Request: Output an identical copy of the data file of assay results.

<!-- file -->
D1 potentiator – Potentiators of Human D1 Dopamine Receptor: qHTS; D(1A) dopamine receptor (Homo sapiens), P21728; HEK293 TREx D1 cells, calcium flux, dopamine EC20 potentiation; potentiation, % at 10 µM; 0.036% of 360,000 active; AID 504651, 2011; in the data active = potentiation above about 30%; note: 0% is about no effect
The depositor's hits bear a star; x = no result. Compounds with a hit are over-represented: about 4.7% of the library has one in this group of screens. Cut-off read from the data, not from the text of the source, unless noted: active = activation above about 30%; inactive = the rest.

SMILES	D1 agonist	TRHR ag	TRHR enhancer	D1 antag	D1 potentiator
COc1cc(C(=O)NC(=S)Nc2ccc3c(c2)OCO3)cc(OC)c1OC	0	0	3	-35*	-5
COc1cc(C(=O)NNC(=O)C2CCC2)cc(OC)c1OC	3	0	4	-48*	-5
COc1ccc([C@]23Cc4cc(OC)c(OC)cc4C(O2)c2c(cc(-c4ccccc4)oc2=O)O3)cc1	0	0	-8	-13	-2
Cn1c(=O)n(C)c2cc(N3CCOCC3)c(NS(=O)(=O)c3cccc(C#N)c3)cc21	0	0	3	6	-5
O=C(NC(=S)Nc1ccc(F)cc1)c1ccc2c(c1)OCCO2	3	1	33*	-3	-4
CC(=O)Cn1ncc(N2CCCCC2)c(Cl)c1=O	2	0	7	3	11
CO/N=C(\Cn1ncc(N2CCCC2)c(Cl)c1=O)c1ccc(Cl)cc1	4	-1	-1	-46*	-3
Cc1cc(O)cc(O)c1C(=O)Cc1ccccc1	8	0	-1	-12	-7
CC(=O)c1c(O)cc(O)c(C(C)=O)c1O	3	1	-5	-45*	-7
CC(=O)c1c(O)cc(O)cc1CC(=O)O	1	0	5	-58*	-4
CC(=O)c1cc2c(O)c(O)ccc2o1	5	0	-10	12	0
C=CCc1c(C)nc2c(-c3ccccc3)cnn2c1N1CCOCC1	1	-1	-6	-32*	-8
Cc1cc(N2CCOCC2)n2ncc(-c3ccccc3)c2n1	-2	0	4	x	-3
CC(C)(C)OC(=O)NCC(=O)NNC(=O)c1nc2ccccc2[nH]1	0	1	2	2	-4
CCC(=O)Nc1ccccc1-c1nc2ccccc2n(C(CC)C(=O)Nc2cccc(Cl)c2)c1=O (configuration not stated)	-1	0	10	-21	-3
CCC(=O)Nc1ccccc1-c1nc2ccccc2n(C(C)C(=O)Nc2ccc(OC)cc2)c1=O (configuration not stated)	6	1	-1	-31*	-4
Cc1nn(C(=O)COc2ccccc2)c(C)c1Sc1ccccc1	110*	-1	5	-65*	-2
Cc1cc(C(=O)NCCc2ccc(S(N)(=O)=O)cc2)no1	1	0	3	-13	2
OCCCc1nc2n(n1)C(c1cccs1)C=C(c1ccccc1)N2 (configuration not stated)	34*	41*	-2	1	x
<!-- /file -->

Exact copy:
D1 potentiator – Potentiators of Human D1 Dopamine Receptor: qHTS; D(1A) dopamine receptor (Homo sapiens), P21728; HEK293 TREx D1 cells, calcium flux, dopamine EC20 potentiation; potentiation, % at 10 µM; 0.036% of 360,000 active; AID 504651, 2011; in the data active = potentiation above about 30%; note: 0% is about no effect
The depositor's hits bear a star; x = no result. Compounds with a hit are over-represented: about 4.7% of the library has one in this group of screens. Cut-off read from the data, not from the text of the source, unless noted: active = activation above about 30%; inactive = the rest.

SMILES	D1 agonist	TRHR ag	TRHR enhancer	D1 antag	D1 potentiator
COc1cc(C(=O)NC(=S)Nc2ccc3c(c2)OCO3)cc(OC)c1OC	0	0	3	-35*	-5
COc1cc(C(=O)NNC(=O)C2CCC2)cc(OC)c1OC	3	0	4	-48*	-5
COc1ccc([C@]23Cc4cc(OC)c(OC)cc4C(O2)c2c(cc(-c4ccccc4)oc2=O)O3)cc1	0	0	-8	-13	-2
Cn1c(=O)n(C)c2cc(N3CCOCC3)c(NS(=O)(=O)c3cccc(C#N)c3)cc21	0	0	3	6	-5
O=C(NC(=S)Nc1ccc(F)cc1)c1ccc2c(c1)OCCO2	3	1	33*	-3	-4
CC(=O)Cn1ncc(N2CCCCC2)c(Cl)c1=O	2	0	7	3	11
CO/N=C(\Cn1ncc(N2CCCC2)c(Cl)c1=O)c1ccc(Cl)cc1	4	-1	-1	-46*	-3
Cc1cc(O)cc(O)c1C(=O)Cc1ccccc1	8	0	-1	-12	-7
CC(=O)c1c(O)cc(O)c(C(C)=O)c1O	3	1	-5	-45*	-7
CC(=O)c1c(O)cc(O)cc1CC(=O)O	1	0	5	-58*	-4
CC(=O)c1cc2c(O)c(O)ccc2o1	5	0	-10	12	0
C=CCc1c(C)nc2c(-c3ccccc3)cnn2c1N1CCOCC1	1	-1	-6	-32*	-8
Cc1cc(N2CCOCC2)n2ncc(-c3ccccc3)c2n1	-2	0	4	x	-3
CC(C)(C)OC(=O)NCC(=O)NNC(=O)c1nc2ccccc2[nH]1	0	1	2	2	-4
CCC(=O)Nc1ccccc1-c1nc2ccccc2n(C(CC)C(=O)Nc2cccc(Cl)c2)c1=O (configuration not stated)	-1	0	10	-21	-3
CCC(=O)Nc1ccccc1-c1nc2ccccc2n(C(C)C(=O)Nc2ccc(OC)cc2)c1=O (configuration not stated)	6	1	-1	-31*	-4
Cc1nn(C(=O)COc2ccccc2)c(C)c1Sc1ccccc1	110*	-1	5	-65*	-2
Cc1cc(C(=O)NCCc2ccc(S(N)(=O)=O)cc2)no1	1	0	3	-13	2
OCCCc1nc2n(n1)C(c1cccs1)C=C(c1ccccc1)N2 (configuration not stated)	34*	41*	-2	1	x